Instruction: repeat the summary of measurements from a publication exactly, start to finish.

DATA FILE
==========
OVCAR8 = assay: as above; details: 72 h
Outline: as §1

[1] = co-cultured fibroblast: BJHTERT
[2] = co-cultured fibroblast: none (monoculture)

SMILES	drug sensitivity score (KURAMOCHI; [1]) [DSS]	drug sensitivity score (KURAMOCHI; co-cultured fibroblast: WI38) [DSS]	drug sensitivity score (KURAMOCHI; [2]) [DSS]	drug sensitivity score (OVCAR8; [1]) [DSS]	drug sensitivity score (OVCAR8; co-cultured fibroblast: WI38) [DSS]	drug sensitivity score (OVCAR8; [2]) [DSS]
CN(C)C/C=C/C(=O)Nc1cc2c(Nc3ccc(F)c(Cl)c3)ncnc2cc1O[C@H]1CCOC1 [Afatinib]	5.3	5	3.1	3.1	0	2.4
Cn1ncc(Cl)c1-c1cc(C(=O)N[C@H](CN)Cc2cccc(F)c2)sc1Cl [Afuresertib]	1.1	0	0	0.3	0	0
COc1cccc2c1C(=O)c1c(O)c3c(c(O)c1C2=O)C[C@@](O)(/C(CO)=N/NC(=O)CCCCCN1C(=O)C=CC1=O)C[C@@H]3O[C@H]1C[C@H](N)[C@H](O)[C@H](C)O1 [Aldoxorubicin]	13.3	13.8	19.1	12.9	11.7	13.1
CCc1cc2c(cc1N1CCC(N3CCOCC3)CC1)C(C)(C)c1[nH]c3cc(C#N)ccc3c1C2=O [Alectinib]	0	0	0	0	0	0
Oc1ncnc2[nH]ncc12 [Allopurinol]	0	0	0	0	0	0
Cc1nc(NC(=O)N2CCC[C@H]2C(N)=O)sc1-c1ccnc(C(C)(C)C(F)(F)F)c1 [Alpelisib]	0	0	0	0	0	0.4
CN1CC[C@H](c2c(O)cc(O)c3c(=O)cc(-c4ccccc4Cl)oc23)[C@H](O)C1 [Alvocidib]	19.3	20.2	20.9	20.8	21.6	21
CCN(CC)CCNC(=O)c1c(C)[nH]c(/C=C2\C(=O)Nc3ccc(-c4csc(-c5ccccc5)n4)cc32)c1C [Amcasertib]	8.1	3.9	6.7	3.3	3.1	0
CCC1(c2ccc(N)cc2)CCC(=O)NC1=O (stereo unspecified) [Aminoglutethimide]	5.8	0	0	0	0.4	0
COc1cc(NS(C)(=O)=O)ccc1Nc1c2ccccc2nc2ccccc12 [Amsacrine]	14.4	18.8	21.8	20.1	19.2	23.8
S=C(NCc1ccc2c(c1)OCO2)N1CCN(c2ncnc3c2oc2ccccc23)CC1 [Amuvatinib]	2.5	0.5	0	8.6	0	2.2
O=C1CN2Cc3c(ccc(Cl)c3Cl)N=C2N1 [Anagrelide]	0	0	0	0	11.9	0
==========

OVCAR8 = assay: as above; details: 72 h
Outline: as §1

[1] = co-cultured fibroblast: BJHTERT
[2] = co-cultured fibroblast: none (monoculture)

SMILES	drug sensitivity score (KURAMOCHI; [1]) [DSS]	drug sensitivity score (KURAMOCHI; co-cultured fibroblast: WI38) [DSS]	drug sensitivity score (KURAMOCHI; [2]) [DSS]	drug sensitivity score (OVCAR8; [1]) [DSS]	drug sensitivity score (OVCAR8; co-cultured fibroblast: WI38) [DSS]	drug sensitivity score (OVCAR8; [2]) [DSS]
CN(C)C/C=C/C(=O)Nc1cc2c(Nc3ccc(F)c(Cl)c3)ncnc2cc1O[C@H]1CCOC1 [Afatinib]	5.3	5	3.1	3.1	0	2.4
Cn1ncc(Cl)c1-c1cc(C(=O)N[C@H](CN)Cc2cccc(F)c2)sc1Cl [Afuresertib]	1.1	0	0	0.3	0	0
COc1cccc2c1C(=O)c1c(O)c3c(c(O)c1C2=O)C[C@@](O)(/C(CO)=N/NC(=O)CCCCCN1C(=O)C=CC1=O)C[C@@H]3O[C@H]1C[C@H](N)[C@H](O)[C@H](C)O1 [Aldoxorubicin]	13.3	13.8	19.1	12.9	11.7	13.1
CCc1cc2c(cc1N1CCC(N3CCOCC3)CC1)C(C)(C)c1[nH]c3cc(C#N)ccc3c1C2=O [Alectinib]	0	0	0	0	0	0
Oc1ncnc2[nH]ncc12 [Allopurinol]	0	0	0	0	0	0
Cc1nc(NC(=O)N2CCC[C@H]2C(N)=O)sc1-c1ccnc(C(C)(C)C(F)(F)F)c1 [Alpelisib]	0	0	0	0	0	0.4
CN1CC[C@H](c2c(O)cc(O)c3c(=O)cc(-c4ccccc4Cl)oc23)[C@H](O)C1 [Alvocidib]	19.3	20.2	20.9	20.8	21.6	21
CCN(CC)CCNC(=O)c1c(C)[nH]c(/C=C2\C(=O)Nc3ccc(-c4csc(-c5ccccc5)n4)cc32)c1C [Amcasertib]	8.1	3.9	6.7	3.3	3.1	0
CCC1(c2ccc(N)cc2)CCC(=O)NC1=O (stereo unspecified) [Aminoglutethimide]	5.8	0	0	0	0.4	0
COc1cc(NS(C)(=O)=O)ccc1Nc1c2ccccc2nc2ccccc12 [Amsacrine]	14.4	18.8	21.8	20.1	19.2	23.8
S=C(NCc1ccc2c(c1)OCO2)N1CCN(c2ncnc3c2oc2ccccc23)CC1 [Amuvatinib]	2.5	0.5	0	8.6	0	2.2
O=C1CN2Cc3c(ccc(Cl)c3Cl)N=C2N1 [Anagrelide]	0	0	0	0	11.9	0